Britain Snow Crisis = Panic Buying In Shops

Britain’s prolonged big freeze has sparked panic buying of essential food items as suppliers yesterday reported shortages of key products.

With forecasters predicting that the chill could stretch into February, millions took advantage of the improved weather conditions at the weekend to stock up. At supermarkets and local stores across the country shoppers were seen cramming trolleys full of food and basic household items in case fresh snowfalls prevent them making it out again in the next few days. In some areas yesterday the food frenzy saw shelves cleared of all bread and milk and other everyday essentials. The rush to stockpile key groceries has compounded food supply problems caused by snow-blocked roads halting deliveries. And yesterday there were predictions that food prices could rise as a result of the shortages.

The Association of Convenience Stores, which represents 33,500 local stores, said some of its members had been unable to bring in fresh supplies due to impassable roads. ACS public affairs director Shane Brennan said: “Bread, milk and eggs are the staples people have been buying much more than they usually do and people are choosing to go to their local shops more. There is pressure on keeping up with the demand.” Major supermarkets yesterday reported rising sales of staple groceries but insisted that most deliveries were getting through as usual.

Sainsbury’s spokeswoman Gillian Taylor said: “We are definitely seeing an increase in people buying things like milk and bread. Instead of buying one loaf they are buying two or three but we haven’t run out.”

At one Tesco store in Weston-super-Mare, Somerset, yesterday there were several aisles of empty shelves.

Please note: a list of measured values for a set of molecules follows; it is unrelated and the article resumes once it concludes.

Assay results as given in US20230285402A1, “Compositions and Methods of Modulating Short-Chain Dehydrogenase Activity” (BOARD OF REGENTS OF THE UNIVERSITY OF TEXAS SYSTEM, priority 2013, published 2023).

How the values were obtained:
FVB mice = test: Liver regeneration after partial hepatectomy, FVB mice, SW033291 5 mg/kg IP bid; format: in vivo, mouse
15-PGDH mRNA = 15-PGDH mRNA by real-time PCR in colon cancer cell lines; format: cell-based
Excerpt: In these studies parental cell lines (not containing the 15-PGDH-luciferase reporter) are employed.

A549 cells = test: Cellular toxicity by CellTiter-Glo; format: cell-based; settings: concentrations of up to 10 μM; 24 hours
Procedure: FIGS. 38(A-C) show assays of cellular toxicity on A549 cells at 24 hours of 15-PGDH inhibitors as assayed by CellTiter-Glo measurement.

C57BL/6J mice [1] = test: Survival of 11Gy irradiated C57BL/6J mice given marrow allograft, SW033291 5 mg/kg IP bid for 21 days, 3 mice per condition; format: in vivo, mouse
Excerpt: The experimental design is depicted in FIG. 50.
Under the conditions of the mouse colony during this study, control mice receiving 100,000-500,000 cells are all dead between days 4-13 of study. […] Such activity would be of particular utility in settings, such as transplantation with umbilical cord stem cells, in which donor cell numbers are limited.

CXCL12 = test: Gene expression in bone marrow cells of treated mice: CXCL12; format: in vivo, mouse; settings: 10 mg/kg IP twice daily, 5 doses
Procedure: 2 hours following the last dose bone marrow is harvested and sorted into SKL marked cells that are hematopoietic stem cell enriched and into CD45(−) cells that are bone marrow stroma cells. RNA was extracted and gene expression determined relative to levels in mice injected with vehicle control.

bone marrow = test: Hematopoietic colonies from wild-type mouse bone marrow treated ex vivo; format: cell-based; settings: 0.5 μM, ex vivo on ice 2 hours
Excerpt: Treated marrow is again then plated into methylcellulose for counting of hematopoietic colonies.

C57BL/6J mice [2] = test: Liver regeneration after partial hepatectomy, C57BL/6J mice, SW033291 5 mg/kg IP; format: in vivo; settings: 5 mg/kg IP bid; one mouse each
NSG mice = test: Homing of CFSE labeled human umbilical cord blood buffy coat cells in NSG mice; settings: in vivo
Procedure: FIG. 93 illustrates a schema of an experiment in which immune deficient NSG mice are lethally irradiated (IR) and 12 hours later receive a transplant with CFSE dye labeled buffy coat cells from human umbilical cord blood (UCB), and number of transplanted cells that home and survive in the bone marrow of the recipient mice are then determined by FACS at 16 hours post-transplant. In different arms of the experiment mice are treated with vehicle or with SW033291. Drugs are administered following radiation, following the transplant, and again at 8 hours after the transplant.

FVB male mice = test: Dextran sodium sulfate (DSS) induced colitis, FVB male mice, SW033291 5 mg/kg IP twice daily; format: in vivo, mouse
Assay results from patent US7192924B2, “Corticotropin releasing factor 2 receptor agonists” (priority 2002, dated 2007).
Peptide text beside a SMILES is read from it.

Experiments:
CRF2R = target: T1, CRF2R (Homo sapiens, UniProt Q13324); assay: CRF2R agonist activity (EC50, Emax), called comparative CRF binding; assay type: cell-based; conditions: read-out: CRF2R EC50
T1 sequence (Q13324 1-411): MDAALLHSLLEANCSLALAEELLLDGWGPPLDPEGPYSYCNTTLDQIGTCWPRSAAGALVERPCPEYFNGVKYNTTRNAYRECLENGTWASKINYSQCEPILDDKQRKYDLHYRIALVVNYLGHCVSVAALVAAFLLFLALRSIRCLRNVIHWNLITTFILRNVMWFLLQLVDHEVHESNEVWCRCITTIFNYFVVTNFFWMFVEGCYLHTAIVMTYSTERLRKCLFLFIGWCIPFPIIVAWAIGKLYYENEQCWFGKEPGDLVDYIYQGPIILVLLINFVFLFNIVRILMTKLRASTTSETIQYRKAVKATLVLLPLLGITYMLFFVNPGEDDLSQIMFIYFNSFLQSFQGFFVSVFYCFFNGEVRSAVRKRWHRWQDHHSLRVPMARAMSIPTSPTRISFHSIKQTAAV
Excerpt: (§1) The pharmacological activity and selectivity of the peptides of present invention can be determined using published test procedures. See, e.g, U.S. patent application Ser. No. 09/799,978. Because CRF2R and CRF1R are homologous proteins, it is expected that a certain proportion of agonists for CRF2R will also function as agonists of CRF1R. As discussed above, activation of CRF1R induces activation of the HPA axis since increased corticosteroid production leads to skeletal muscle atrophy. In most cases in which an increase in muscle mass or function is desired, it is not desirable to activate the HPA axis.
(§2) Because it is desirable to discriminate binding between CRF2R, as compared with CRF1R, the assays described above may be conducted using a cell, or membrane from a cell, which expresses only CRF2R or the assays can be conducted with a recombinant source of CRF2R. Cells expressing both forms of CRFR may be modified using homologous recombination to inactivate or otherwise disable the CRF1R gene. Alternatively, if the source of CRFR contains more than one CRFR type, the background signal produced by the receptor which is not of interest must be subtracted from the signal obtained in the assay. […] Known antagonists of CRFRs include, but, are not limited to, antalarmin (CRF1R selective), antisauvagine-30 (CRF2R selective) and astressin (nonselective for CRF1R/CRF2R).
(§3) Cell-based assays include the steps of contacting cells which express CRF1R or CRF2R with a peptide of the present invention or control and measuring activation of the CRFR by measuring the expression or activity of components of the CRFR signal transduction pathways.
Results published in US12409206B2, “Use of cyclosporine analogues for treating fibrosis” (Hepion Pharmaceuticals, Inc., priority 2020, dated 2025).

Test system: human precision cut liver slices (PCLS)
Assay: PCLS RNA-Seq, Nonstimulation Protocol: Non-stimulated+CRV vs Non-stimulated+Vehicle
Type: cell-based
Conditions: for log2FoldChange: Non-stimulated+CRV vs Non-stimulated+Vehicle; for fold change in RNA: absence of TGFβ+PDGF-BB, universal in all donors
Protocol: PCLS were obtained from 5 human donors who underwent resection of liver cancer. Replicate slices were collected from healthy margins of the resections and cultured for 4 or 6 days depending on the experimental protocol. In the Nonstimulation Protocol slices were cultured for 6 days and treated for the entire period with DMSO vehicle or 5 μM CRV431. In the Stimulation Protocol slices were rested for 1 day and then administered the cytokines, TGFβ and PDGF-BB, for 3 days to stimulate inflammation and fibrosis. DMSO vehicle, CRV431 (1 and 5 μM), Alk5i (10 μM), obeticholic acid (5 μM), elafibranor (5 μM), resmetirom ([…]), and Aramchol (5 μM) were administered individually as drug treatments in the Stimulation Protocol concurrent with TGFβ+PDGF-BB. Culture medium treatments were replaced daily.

“Most of the bread had gone, in fact I’d say the shelves were 90 per cent empty,” one shopper said. “A lot of the freezers were empty too where people were buying frozen vegetables and chips, and the toilet roll section was empty as well.”

Some shops have enjoyed record sales over the past fortnight of freezing weather, with goods flying out of stores in larger quantities than before Christmas. Stephen Alambritis, chief spokesman for the Federation of Small Businesses whose 215,000 members include local shopkeepers, warned that food prices could increase because of the strain on supplies. He said: “Our members have had a run on vegetables and food, which they are pleased about because it has brought them in some money but the replacements have been thin on the ground.

“There is concern that farmers have not been able to bring the harvest in for such items as potatoes, sprouts and cabbages which reduces the amount available to stores and pushes up prices. That is an element of concern we will be raising with Ministers: Stocks run low, prices go up.

“Supermarkets may be able to hold prices for now but small businesses will have to pass increases on to their customers, which is damaging for business and even the supermarkets may have to push up prices if this goes on until February.”

Thousands of litres of milk have already been dumped by dairy farmers in places where blocked or dangerous roads have prevented tanker drivers making their usual collections.

Records of extreme cold and snow where the northern hemisphere is being gripped by some of the worst winter weather in decades, are coming in from Japan, China, South Korea, North America , Spain and of course Britain.

Hmmm, how does this fit into the global warming theory?


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